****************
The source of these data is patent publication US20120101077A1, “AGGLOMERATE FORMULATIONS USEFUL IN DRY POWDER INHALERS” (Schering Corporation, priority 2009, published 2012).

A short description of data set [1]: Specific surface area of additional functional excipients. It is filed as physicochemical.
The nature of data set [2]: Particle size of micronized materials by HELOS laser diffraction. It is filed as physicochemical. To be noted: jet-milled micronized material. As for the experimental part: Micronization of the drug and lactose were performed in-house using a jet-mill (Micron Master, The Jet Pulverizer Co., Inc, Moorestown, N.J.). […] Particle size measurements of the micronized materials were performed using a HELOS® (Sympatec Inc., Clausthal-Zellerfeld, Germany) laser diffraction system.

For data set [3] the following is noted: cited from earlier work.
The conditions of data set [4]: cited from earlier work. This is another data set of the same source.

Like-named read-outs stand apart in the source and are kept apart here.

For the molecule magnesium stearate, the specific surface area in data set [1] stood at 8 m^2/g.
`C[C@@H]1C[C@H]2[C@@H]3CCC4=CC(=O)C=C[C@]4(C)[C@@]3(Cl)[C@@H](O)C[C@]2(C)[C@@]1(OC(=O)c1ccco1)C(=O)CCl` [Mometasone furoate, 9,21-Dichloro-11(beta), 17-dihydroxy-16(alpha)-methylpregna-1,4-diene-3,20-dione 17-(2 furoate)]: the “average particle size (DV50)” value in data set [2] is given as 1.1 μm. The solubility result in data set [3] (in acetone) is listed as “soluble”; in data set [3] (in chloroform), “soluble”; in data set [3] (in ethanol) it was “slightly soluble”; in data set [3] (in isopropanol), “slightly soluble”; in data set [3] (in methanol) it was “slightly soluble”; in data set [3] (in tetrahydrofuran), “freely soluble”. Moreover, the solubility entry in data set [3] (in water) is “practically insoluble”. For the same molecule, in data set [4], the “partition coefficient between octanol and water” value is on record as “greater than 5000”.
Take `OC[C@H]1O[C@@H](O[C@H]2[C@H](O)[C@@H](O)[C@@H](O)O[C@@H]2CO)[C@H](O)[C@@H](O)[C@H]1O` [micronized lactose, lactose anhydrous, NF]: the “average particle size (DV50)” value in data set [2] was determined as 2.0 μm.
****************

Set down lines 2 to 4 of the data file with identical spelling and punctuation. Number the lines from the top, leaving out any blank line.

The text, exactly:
A short description of data set [1]: Specific surface area of additional functional excipients. It is filed as physicochemical.
The nature of data set [2]: Particle size of micronized materials by HELOS laser diffraction. It is filed as physicochemical. To be noted: jet-milled micronized material. As for the experimental part: Micronization of the drug and lactose were performed in-house using a jet-mill (Micron Master, The Jet Pulverizer Co., Inc, Moorestown, N.J.). […] Particle size measurements of the micronized materials were performed using a HELOS® (Sympatec Inc., Clausthal-Zellerfeld, Germany) laser diffraction system.

For data set [3] the following is noted: cited from earlier work.